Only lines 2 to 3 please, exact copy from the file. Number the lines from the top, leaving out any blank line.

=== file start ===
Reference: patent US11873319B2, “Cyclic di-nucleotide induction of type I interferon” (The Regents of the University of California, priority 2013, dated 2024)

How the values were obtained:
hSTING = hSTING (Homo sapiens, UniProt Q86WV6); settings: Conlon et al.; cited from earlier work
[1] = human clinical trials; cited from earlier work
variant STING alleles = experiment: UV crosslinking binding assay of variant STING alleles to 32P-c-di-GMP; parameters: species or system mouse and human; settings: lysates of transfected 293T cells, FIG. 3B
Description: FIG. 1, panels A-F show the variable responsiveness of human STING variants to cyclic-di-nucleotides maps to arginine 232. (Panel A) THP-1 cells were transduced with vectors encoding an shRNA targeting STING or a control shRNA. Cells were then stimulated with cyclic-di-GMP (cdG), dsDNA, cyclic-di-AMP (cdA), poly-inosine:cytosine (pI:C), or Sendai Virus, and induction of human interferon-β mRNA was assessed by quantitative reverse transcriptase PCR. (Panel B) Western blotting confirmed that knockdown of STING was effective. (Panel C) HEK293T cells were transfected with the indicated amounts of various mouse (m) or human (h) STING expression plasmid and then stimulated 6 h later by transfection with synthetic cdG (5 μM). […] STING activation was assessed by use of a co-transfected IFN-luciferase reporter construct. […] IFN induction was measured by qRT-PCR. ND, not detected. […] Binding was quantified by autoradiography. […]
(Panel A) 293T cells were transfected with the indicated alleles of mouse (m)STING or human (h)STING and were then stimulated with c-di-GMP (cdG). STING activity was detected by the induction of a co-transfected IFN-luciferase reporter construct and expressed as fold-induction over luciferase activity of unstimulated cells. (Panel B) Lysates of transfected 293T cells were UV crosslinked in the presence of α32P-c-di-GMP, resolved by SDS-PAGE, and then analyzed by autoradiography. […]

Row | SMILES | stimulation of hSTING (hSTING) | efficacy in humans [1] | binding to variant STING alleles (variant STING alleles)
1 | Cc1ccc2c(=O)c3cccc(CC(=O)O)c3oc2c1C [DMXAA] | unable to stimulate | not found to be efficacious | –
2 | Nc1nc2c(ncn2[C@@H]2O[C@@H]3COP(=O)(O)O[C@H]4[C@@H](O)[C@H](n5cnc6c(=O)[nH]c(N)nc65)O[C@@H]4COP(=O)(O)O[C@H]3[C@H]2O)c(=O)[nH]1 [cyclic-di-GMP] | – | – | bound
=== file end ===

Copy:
How the values were obtained:
hSTING = hSTING (Homo sapiens, UniProt Q86WV6); settings: Conlon et al.; cited from earlier work